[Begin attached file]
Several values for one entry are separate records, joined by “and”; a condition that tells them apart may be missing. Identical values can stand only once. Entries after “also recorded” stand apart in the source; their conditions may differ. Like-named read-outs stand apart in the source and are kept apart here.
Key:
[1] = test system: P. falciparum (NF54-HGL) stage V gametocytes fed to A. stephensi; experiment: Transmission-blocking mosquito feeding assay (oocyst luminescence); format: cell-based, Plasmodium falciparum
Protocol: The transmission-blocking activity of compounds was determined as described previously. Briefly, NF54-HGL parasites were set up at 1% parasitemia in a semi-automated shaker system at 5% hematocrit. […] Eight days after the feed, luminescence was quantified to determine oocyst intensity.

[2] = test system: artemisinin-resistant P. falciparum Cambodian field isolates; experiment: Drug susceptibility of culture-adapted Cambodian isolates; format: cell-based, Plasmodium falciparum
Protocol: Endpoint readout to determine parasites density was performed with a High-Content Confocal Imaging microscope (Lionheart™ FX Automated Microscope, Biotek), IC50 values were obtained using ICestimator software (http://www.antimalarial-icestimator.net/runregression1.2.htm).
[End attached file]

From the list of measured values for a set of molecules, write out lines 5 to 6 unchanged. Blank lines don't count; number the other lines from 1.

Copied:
[2] = test system: artemisinin-resistant P. falciparum Cambodian field isolates; experiment: Drug susceptibility of culture-adapted Cambodian isolates; format: cell-based, Plasmodium falciparum
Protocol: Endpoint readout to determine parasites density was performed with a High-Content Confocal Imaging microscope (Lionheart™ FX Automated Microscope, Biotek), IC50 values were obtained using ICestimator software (http://www.antimalarial-icestimator.net/runregression1.2.htm).